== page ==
I can’t leave this review without saying a word of praise for the translation. I have elsewhere acknowledged that I am not, of course, in any position to know how faithful the translator may have been to the original text. But unlike the other translation from Icelandic to English on which I have commented, this narrative flows beautifully.
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on 11 June 2015
Strange Shores is a haunting tale of regret,changing times and life moving on. Those of us who have followed Erlendur from the beginning of this amazing series will know how the disappearance of his Brother when he was a child haunts him and has moulded his character over the years.
In Strange Shores Erlunder has gone back to his childhood home in a reflective mood and deciding to investigate the disappearance of a local woman that had become local folklore even before his Brother was lost. It becomes apparent very quickly that Erlunder is at the very least suffering from depression,if not becoming slightly unhinged as he obsessively and doggedly pursues the real story behind the disappearance of the woman.
Both storylines run in parallel as memories are awakened,feelings of loss and regrets about the past re-surface.
Rather than being the usual murder mystery with guns blazing and doors being kicked in Strange Shores is almost a Gothic horror story,something Edgar Allen Poe might have written.It moves along quite slowly but grips the reader as the reality of past events is revealed and a sad story becomes something more horrific.
There's an atmosphere of things changing,most witnesses are either dead or dying,Erlandur's old family home is in a state of dilapidation and even the beautiful Icelandic countryside is being swallowed up by a massive engineering project.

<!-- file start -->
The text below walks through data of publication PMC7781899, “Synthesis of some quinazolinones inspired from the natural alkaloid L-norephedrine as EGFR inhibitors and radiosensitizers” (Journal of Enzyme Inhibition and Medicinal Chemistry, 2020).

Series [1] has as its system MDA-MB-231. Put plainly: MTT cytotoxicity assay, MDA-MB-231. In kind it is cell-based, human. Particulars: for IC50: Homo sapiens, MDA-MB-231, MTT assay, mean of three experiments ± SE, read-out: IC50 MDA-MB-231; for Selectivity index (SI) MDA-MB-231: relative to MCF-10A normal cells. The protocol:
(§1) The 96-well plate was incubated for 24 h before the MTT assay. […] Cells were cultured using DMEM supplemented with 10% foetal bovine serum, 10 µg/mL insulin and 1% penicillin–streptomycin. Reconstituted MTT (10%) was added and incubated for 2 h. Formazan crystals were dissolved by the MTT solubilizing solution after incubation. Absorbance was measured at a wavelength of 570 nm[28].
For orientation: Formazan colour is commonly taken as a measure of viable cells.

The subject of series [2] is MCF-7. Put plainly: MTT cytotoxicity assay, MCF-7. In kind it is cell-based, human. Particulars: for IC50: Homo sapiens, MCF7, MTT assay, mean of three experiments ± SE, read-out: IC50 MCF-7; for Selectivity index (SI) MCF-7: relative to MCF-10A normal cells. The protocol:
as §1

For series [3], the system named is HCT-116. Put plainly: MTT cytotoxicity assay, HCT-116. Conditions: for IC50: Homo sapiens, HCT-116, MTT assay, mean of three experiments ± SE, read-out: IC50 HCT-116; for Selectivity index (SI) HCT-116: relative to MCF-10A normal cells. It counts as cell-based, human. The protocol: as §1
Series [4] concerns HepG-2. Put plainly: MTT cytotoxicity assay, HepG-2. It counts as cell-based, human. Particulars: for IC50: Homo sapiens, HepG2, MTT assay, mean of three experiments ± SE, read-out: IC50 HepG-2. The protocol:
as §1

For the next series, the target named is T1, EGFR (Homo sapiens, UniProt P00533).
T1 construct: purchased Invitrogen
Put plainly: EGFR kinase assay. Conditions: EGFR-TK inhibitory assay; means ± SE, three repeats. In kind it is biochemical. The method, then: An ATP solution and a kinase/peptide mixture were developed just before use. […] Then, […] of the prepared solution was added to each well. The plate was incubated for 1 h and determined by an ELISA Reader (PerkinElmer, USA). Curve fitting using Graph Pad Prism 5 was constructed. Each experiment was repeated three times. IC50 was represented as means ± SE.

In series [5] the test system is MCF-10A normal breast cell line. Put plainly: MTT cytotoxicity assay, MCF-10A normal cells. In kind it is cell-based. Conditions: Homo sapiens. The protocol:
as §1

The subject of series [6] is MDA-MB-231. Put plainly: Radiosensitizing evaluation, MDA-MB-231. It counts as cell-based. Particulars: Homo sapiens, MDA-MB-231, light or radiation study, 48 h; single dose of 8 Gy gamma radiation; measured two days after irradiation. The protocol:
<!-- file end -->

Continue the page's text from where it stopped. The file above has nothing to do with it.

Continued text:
Erlendur is very much "the Icelandic Wallender" but Indridason is much kinder to his character,I remember being quite disturbed by Wallender's last appearance when his whole world seemed to implode in one of the most morbid books I've ever read. Erlender's end...and it's announced on the back cover so no kinder and could be seen as a happy ending.
This won't be to everyone's taste,not even some Erlendur fans,but I found it an amazing piece of writing with any number of sensitive subjects handled with a delicate and empathic touch.
If you've not read any of this series before I'd not recommend this as a good place to start,either go to the start and treat yourself to the whole series of at least read Hypothermia first to give you some background.
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on 18 April 2015
Book 9, in the Inspector Erlendur series

This is a powerful and very emotional novel. The story digs deep into how people cope with traumatic events and how it affects and shapes their lives for many years afterwards. Although I do agree with those saying this book works well as a standalone I would highly recommend you give the previous installments priority.

After a few editions without the presence of the main character it is nice to see the focus back on the morose Icelandic policeman Erlendur Sveinsson. In "Strange Shores" we find out what he has been up to while away from his job dealing with family business. This impressive story sets Erlendur to face his past. Camping at his childhood farm in the East Fjords where his brother disappeared in a snowstorm Erlendur makes a last-ditch effort to find out what happened to him. Of course the story intertwines with another disappearance of a young woman in the same area during WW11. Mr. Indridason mixes some fact with his fiction with a true story of British soldiers stationed nearby caught up in an appalling storm which cost them their lives.

The tone is quite different than we find in most gritty modern crime thriller, Strange Shores" is sad and poignant. The plot is more a soft flowing story than a fast, scary crime novel. It is simply a well told investigation of cold cases in the frozen fjords of Iceland. This is a classic Indridason, with pared down dialogue, wonderful characters and a beautifully imagined scenario. The impressive way this drama concludes leaves us to believe this may be the last outing for a wonderful character, if so this series finishes with a very light touch.